Networking: Be With the One You’re With

When stress takes your life hostage, you may lose that valuable networking traction.

You walk, you talk, you interact, but there's something missing. You may not even be able to detect that there is a disconnect, but others are able to sense it.

Have you ever had a conversation with someone whose attention was elsewhere? You know when his/her mind has drifted off to some distant island of thought; when they are no longer connecting with you. It's not very satisfying, is it? In business, it could sound the death knell for what might otherwise be a great collaboration.

One of the many benefits of learning to undress your stress is that you become present. Your attention is on the one you're with; you're not looking over his/her shoulder to see who "better" to speak with (future) or not silently rehashing that argument you had earlier in the day (past). You are engaged. You listen. You learn the name of the person you are speaking with and remember the details from the conversation. Then at the next networking event you are able to augment the rapport you built, simply because you cared enough to remember.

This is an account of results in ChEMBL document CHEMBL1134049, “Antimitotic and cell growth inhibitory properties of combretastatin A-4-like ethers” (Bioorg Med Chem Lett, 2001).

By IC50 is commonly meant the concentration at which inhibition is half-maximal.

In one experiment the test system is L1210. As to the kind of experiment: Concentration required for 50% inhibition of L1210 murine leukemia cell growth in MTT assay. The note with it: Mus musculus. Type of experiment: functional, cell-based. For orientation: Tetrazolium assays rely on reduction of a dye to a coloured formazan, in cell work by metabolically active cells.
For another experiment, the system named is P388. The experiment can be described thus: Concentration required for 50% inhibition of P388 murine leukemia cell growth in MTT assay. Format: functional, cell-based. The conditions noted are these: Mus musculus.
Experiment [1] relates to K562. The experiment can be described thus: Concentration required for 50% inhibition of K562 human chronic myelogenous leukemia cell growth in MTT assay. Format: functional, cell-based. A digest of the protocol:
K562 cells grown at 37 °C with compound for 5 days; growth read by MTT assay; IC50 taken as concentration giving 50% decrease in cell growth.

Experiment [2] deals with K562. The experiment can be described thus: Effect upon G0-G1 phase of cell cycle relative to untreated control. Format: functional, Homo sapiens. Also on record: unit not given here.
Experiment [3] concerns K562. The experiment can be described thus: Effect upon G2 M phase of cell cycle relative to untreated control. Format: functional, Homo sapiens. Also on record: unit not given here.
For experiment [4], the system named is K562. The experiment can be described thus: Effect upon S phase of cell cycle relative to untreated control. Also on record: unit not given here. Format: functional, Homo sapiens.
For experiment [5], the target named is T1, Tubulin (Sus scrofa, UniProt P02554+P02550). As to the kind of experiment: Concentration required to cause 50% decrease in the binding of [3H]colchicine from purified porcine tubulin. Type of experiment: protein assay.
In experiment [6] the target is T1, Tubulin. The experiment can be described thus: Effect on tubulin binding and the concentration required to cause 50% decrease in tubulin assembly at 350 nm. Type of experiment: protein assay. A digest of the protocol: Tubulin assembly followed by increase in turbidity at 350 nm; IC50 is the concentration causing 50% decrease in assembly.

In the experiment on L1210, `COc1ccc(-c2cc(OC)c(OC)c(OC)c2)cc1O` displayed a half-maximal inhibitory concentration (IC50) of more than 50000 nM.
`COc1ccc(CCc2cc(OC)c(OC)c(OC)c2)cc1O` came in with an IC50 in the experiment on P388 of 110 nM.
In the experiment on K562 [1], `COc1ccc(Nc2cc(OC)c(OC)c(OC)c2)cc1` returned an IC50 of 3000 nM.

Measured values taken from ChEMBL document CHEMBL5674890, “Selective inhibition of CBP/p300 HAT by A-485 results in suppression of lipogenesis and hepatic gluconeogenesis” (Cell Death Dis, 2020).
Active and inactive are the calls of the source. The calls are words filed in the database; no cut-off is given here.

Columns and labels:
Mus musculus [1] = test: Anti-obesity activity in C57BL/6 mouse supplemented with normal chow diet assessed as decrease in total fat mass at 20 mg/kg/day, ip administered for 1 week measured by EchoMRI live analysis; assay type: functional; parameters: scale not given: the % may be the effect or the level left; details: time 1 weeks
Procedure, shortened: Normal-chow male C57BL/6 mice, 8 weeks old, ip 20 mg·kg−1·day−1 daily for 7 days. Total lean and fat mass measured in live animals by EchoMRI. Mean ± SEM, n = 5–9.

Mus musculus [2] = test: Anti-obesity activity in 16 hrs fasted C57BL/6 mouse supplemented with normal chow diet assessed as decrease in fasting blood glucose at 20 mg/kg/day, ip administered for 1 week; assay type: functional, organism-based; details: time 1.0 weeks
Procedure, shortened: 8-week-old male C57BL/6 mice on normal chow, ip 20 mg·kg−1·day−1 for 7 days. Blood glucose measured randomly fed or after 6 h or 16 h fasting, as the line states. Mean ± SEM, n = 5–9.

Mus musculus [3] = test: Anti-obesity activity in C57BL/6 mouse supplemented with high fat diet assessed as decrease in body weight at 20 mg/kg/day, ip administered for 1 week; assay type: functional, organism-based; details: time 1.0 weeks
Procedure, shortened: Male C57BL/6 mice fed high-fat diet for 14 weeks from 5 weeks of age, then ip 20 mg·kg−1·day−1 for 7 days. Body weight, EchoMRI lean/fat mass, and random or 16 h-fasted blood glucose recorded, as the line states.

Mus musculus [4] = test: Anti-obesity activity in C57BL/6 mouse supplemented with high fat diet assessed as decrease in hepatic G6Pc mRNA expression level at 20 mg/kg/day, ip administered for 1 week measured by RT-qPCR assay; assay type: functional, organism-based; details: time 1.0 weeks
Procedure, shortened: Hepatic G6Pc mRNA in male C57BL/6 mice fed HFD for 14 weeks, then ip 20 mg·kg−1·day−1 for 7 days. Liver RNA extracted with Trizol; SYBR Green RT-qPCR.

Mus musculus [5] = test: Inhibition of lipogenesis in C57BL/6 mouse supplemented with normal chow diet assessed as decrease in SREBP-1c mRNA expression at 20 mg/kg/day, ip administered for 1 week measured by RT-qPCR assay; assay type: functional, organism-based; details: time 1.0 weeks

This is a skill that can be practiced. It's not enough to tell you to pay attention to the one you are with, mainly because stress has a way of pushing its way to the forefront; to the exclusion of other more important things you want or need to do. The more you balance your nervous system, the more able you are to be present. It's a process - one that is both pleasurable and rewarding.

How do you feel when someone gives you their full attention during a networking event? How has this impacted your relationship?

One Reply to “Networking: Be With the One You’re With”

  1. Hi Marianna,
    I have definitely noticed the added benefit from my mindfulness meditations that I am much more focused and present in my both my conversations and work and classes. So I agree that by working on “undressing your stress” methods, you are able to be much more present for your family, friends and colleagues… It’s hard for me to now compare myself to how I was before… I think I had more thoughts and emotions interrupt the listening process. Its’ not that I don’t have them never interfere now but much less; as in meditation; I notice and let them go…

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